Is it better to risk it all for a big outcome or count on a steady paycheck to create wealth?
Having watched tens of thousands of Founders live through the answer to this question, I can tell you it comes down to 3 related factors — our age, our earning potential, and our exit options.
When we answer this question, we often subconsciously fill in some of those values in our minds. So perhaps we say, "The paycheck is better!" because we're thinking about a 45-year-old professional making $300,000 per year.
But when we say, "The big outcome is what matters!" we might be only considering that risk for a 28-year-old without a mortgage or kids. Either way, the conditions drive the argument, so let's talk about those.
How do we maintain focus and order when everything else is going to hell?
There are two skills we need as Founders trying to lead chaotic startups — the ability to solve problems and the ability to focus our attention. As it turns out, the ability to focus our attention tends to be the most important.
You see, chaos is pretty much standard fare at any startup. Yet, if we're not able to organize that chaos, no matter how capable we are, it will consume us. When everything is in chaos, we need to be the steady hand that guides us through the storm, even in cases where we're the only person in that storm!
Over time we start to realize that we can't "end chaos," but we can learn to control it in a way that allows us to systematically assess and...
There's no perfect to know if you've found a great Co-Founder, but there are some really obvious ways to tell you're about to recruit a bad one!
Yet picking Co-Founders isn't something many of us will do more than once in our lifetime, so how could we possibly know what to look for? There's no absolute checklist, but there are 3 categories where most Founders don't press hard enough — Selection, Shared Cost, and Commitment.
Technically there's a fourth, which is "personality type," but that's so incredibly hard to determine in the early stages (see: all of dating and marriage) that it's almost not worth mentioning compared to the Big Three. If all of these start to sound way too familiar, it may be worth thinking about an exit strategy.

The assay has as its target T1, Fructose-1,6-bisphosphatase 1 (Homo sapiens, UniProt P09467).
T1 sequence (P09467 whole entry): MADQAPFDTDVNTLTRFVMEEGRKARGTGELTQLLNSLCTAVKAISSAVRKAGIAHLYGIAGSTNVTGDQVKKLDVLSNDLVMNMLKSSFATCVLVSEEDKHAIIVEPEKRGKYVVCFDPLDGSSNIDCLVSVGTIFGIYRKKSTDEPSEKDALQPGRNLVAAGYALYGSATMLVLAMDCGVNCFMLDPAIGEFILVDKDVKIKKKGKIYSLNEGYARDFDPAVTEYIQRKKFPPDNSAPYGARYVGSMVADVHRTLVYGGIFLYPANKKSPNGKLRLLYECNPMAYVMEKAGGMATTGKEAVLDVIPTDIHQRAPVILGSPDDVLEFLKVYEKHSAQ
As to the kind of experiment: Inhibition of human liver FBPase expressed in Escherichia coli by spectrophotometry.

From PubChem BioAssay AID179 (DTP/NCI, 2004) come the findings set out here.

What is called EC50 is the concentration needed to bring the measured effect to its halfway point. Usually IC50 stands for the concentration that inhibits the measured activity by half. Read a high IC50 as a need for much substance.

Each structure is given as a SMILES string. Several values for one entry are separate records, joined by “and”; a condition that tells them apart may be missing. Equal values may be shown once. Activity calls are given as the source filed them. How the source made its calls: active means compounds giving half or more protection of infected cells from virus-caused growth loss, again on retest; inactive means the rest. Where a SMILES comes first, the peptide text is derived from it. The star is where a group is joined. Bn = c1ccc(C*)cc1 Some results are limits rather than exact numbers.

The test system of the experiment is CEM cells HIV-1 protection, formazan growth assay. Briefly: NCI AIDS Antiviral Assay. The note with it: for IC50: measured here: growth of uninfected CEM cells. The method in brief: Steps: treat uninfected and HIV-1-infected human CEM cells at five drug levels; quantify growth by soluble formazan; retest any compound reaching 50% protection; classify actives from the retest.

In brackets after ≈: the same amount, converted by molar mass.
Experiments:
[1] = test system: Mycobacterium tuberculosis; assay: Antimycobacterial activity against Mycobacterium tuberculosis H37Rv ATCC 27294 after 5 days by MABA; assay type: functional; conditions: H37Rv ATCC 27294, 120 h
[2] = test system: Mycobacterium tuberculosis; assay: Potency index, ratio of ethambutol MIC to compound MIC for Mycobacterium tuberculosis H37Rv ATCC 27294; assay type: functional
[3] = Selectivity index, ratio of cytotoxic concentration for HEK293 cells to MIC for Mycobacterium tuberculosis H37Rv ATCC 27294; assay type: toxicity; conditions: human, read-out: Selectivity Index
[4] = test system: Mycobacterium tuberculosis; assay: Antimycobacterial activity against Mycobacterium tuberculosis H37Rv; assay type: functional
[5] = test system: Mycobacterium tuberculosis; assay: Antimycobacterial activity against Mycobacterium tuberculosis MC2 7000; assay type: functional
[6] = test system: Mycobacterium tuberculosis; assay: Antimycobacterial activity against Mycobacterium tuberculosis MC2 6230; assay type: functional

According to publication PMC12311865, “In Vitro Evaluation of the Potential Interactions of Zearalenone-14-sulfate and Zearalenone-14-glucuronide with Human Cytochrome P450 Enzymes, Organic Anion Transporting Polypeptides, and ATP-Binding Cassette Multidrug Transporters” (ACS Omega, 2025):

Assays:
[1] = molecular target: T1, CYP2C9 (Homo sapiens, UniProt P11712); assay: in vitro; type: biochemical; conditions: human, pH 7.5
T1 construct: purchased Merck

The most ambitious companies grow their products, not their teams.
Back in 2002, I was invited by (now) Managing Partner Roelof Botha to come pitch the partnership of famed venture firm Sequoia Capital. While I was sitting in their lobby I noticed two things that I'll never forget.
First, like most venture firms, they had a giant list of "tombstones" on their wall, which are the plaques they create after a company goes IPO. The list was already impressive back then which included companies like Yahoo!, Electronic Arts (EA), and Cisco among many others. It was the "who's who" of venture investments globally at the time.
The second was that there were maybe 20-30 people in the entire office — and this was back when everyone was in the office....
I have two modes — working all the time and feeling guilty about not working all the time. There's no third mode.
I'd love to say this is a new phenomenon or that I've got some monopoly on this curse, but having spoken to countless Founders just like me, it appears I'm certainly not alone.
Now, part of that might just be self-selection. Perhaps the people who tend to work tirelessly often want to do it for themselves, or at the very least, have more motivation than the people they left back in their cubicle farm. I can't think of anyone who works harder than a Founder without anyone telling them to do it!
Everyone's origin story comes from somewhere else, so I can't pretend to triangulate the genesis of this afflicti...